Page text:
Apple’s iBookstore is reportedly heading to Japan this year, finally delivering its popular e-book store to the ever-growing number of Japanese iPad users. The Cupertino company is said to be in the process of negotiating deals with a “handful” of Japanese publishers to supply a local version of their titles at launch.
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The US Copyright Office reviews the Digital Millennium Copyright Act every three years, looking at requests to create temporary changes that act as ersatz loopholes int he law, typically to address continually changing technology standards. This year, the Copyright Office allows jailbreaking of devices like the iPhone, but not for devices like the iPad.
The Office also ruled that consumers can unlock phones purchased before January 2013, but not thereafter. You’ll also be albe to bypass encryption on a DVD to use an excerpt in a non-commercial way, like in a documentary, but it will still be illegal to rip a DVD for your iPad.
The rules seem pretty arbitrary, right?
Cheaper e-books would be great, right? According to industry executives, that may just happen in the next one to three months after a federal judge entered an approval of an antitrust settlement between several e-book publishers and the Justice Department itself.
In the final settlement today, publishers Lagardere, Hachette Book Group, Simon & Schuster, and HarperCollins have the next 10 days to notify e-book retailers like Amazon that any previous agreements regarding e-book pricing are no longer valid. The deal gave publishers only seven days to notify Apple, interestingly enough.
According to the report in the Wall Street Journal, one executive, who asked to not be identified, said, “It could be pretty fast.”
The publishers have to let retailers out of any agreements that prevent discounting, and the retailers are also able to terminate said contracts within 30 days.
The Wall Street Journal today has a report on how the e-book industry is paying close attention not only to what books people read, but how they are reading them. Do readers skim the intro, skip around in the chapters? Do they read straight through? What are readers’ favorite passage to highlight and share? This kind of data mining is happening now, even on your iPad.
Should we be worried?
Microsoft has teamed up with Barnes & Noble with a $300 million investment that will create a new subsidiary focused on accelerating “the transition to e-reading.” Microsoft will take a 17.6% equity stake in a subsidiary, which is yet to be named, while Barnes & Noble will own the remaining 82.4%.
The move will provide Microsoft with its own answer to iBooks, with plans for a NOOK application that will run on Windows 8, and it’ll give users an alternative to the Kindle Store.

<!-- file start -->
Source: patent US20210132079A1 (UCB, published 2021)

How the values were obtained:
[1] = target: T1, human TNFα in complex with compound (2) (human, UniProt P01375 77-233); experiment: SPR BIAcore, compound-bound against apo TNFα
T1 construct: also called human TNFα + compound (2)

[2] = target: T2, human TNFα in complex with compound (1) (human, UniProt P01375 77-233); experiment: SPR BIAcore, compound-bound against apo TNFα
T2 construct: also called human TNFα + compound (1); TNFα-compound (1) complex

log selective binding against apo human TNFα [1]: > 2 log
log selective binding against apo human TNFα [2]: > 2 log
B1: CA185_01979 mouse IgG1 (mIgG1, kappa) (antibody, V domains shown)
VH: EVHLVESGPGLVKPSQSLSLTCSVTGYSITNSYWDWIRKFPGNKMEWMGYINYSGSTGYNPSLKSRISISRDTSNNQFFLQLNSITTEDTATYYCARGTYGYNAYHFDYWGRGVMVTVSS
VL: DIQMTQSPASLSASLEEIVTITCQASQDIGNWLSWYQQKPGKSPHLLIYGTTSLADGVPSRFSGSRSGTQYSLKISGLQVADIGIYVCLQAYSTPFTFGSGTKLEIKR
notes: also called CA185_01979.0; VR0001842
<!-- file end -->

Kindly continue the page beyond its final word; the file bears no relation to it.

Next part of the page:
The U.S. Department of Justice recently accused Apple and 5 large book publishers of conspiring to raise e-Book prices in the iBookstore. Experts said that it would be unlikely for Apple to be found as guilty of collusion, and now the Cupertino company is wanting a trial to defend itself against the DoJ’s accusations.
J.K. Rowling’s enormously successful Harry Potter series is about an incompetent orphan who lucks his way through a series of magical adventures despite being essentially inept. Tens of millions of people — myself included! — have enjoyed them over the course of the last decade, but only in dead tree form. Bizarrely, Harry Potter has never officially come to e-books up until now.
Of course, no longer. As one last magical trick, Harry Potter has made the jump to a number of e-book stores, including Amazon, Barnes & Noble, Google and Sony. The only company left out? Apple’s iBookstore.
With the U.S. Department of Justice gearing up to slap Apple with an antitrust lawsuit, the Cupertino company has spoken out over claims it has teamed up with publishers to raise the price of e-books, and downplayed the threat from Amazon’s Kindle. It argues that it gave publishers the opportunity to set their own prices, and that it cannot be blamed for e-book price hikes.
The curtains have barely drawn to a close after Apple’s new iPad keynote, but the spotlight is still shinning on Cupertino, only this time in a negative way. A new report by the Wall Street Journal claims that Apple’s E-Book pricing has come under scrutiny of the U.S. Justice Department who is threatening to sue Apple for allegedly colluding to raise the price of electronic books.
The DRM restriction that prevents Apple’s iBooks from being opened on other devices can now be removed by the latest version of a free DRM removal tool. Requiem 3.3, a piece of software that is incredibly popular for removing the DRM from music and videos purchased from the iTunes Store, has been updated to crack e-books purchased from the iBookstore.